What could chamber be thinking?
Open letter to Brad Cathers, Minister responsible for the Yukon Workers’ Compensation Health and Safety Board:
I am writing to you in regards to the review of the Yukon Workers’ Compensation Health and SafetyBoard as requested by the Whitehorse Chamber of Commerce.
I never cease to be amazed by groups like the Whitehorse Chamber of Commerce, which think nothing of spending thousands of dollars on outside consultants who have little or no knowledge of the issues.
It is obvious that, had the learned professor fully researched the subject, he would have found there exists a workers’ compensation board adjudication agreement with the Alberta workers’ compensation and federal government to cover federal government workers in the Yukon and Northwest Territories.
This arrangement was forced on the federal government in 1965 when insurance companies refused to cover federal employees in the territories because their lawyer considered federal employees transient, as they rotated from Ottawa every one or two years and, therefore, were not considered permanent residents of the territories.
Prior to the establishment of the Yukon Workers’ Health and Safety Board in 1972, all companies working in the territories were legislated under Commissioner’s order to purchase private insurance policies to cover their employees for injuries or sickness in the workplace.
This protection program supplied by the insurance companies was administered and adjudicated by the Alberta workers’ compensation board on behalf of the insurance companies, which provided no local administrative staff to assist territorial companies or injured workers in processing claims.
Everything was processed long distance via correspondence, phone or telex.
If your claim was turned down and couldn’t be resolved by the above means you had to find your way to Edmonton, find a lawyer and present your case to the Alberta workers’ compensation board at an adjudication appeal hearing.
This arrangement was so unsatisfactory that in the early 1970s labour unions and companies small and large petitioned to the Commissioner of the day to pass legislation to form a Yukon Workers’ Compensation Act, which resulted in the 1972 act being proclaimed.
I find it strange that Rick Karp would say a BC official of the workers’ compensation board advised they could incorporate Yukon workers with less cost when Ottawa is charged a 23 per cent administration fee to adjudicate claims on behalf of federal workers with Edmonton workers’ compensation.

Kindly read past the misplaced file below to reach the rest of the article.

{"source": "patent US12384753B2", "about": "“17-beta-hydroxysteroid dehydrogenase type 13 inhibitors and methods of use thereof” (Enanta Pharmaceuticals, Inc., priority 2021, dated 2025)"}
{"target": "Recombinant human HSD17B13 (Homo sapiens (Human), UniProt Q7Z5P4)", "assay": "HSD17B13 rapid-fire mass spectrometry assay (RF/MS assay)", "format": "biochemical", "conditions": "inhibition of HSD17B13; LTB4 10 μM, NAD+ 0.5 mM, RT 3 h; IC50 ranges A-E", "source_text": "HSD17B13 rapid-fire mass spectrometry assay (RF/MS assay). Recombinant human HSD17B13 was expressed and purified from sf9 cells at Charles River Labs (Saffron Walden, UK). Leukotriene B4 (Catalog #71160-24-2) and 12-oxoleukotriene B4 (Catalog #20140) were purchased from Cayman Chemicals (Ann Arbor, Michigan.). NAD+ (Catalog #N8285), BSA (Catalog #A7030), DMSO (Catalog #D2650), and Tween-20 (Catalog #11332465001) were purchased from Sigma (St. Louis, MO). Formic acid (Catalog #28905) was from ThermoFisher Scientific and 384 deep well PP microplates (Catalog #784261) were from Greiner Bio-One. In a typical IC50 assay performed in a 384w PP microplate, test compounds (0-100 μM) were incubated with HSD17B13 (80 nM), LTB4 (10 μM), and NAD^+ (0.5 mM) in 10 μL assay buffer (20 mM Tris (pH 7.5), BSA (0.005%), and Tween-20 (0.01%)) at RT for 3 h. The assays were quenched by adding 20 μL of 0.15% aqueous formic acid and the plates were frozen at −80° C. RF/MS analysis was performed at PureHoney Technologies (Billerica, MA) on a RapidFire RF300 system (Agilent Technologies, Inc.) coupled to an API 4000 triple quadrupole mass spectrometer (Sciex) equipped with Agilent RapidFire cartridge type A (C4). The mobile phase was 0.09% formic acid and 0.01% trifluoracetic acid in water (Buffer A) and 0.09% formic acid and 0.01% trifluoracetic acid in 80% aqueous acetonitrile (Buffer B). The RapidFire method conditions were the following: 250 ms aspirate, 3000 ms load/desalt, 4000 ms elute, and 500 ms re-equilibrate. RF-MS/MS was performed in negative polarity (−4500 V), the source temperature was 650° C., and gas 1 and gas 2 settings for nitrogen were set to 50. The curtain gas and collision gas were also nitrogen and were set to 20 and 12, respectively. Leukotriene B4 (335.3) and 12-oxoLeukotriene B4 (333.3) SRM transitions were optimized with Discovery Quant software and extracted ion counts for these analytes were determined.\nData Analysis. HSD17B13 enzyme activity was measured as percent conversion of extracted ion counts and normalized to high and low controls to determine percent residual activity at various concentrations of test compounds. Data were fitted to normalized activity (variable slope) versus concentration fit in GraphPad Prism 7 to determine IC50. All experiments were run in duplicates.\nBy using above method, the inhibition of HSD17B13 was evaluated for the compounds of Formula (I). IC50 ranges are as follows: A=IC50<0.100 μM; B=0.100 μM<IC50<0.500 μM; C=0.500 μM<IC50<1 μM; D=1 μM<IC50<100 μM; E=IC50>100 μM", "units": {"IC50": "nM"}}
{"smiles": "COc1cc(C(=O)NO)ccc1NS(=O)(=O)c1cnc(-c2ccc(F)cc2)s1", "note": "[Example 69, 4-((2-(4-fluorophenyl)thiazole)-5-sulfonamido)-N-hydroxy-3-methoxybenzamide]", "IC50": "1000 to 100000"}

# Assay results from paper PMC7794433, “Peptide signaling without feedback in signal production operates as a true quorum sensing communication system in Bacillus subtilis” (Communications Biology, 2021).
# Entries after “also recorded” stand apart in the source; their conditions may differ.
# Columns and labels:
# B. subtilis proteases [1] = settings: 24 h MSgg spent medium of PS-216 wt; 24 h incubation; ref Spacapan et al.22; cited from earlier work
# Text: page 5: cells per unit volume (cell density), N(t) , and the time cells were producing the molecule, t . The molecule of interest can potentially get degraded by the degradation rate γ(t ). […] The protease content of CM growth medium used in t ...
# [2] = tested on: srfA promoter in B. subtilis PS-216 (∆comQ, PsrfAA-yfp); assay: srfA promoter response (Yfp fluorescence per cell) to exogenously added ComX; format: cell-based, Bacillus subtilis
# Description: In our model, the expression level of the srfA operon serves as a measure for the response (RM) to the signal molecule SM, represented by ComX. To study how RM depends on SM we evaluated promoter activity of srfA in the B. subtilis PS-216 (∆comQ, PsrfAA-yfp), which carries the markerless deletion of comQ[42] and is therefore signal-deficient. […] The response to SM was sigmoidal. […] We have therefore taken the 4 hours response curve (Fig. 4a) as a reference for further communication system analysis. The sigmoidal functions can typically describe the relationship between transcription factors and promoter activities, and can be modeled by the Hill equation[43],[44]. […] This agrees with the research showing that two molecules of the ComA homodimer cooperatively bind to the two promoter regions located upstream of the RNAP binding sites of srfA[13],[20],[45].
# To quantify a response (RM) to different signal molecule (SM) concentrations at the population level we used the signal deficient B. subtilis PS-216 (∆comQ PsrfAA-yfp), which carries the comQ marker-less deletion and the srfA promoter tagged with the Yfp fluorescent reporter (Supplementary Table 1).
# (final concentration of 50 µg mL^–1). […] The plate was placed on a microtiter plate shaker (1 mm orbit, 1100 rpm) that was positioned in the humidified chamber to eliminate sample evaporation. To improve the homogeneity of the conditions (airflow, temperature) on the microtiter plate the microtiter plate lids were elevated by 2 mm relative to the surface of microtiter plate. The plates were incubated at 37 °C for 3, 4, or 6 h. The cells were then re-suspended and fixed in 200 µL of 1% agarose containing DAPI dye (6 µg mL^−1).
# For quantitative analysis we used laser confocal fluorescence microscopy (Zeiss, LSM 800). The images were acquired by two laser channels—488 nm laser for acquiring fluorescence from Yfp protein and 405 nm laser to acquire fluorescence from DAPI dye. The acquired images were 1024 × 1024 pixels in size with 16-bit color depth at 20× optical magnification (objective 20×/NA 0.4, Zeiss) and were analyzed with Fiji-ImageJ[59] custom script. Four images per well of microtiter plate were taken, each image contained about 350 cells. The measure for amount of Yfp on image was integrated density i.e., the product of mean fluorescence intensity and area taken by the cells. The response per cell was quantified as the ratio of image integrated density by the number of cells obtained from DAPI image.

These arrangements don’t lose jobs, but actually duplicate jobs and slow down the process at extra cost.
Everyone agrees that the rates seem high in comparison to the 1970s through 1990s when there were many more mines operating (considered high risk).
There are many causes for accidents; starting with attitude, poor training and lack of job safety orientation, to name a few.
I hope that any review of the Yukon Workers’ Health and Safety Board will solicit views from stakeholders before any radical changes are considered.
Frank Bachmier, retired safety officer, Whitehorse
Why war on drugs is being lost
Re War on drugs is blowing up in our faces, expert warns, (the News, February 22):
Writer Lawrie Crawford has given us an outstanding article. I do hope the powers that be are paying even a little attention.
As a taxpayer I am very uncomfortable paying for this insanity. (The feds have been doing the same thing over and over again, expecting the outcome to change).
But wait, it gets worse! The taxpayer-subsidized pharmaceutical industry spends millions to teach us that if we have pain (physical or emotional) we should take drugs.
We needn’t worry about the why, just take this and we’ll “feel better.” Quite a lesson for the children!
My tax dollars pay for a “health-care” system, which promotes the use of these drugs and discourages other approaches that could help people sort out the causes of their pain (naturopathic and chiropractic doctors, masseuses, and physiotherapists, as a few examples).
It really does look like it’s all about money.
At least with drug dealers I can choose not to give them my money.
Wonky priorities in Watson Lake
Open letter to Premier Dennis Fentie:
Why does our liquor store parking lot get plowed before the hospital and schools?
The hospital makes people healthy. The schools make people smart. The liquor store makes people drunk.
Shows where our priorities are, doesn’t it?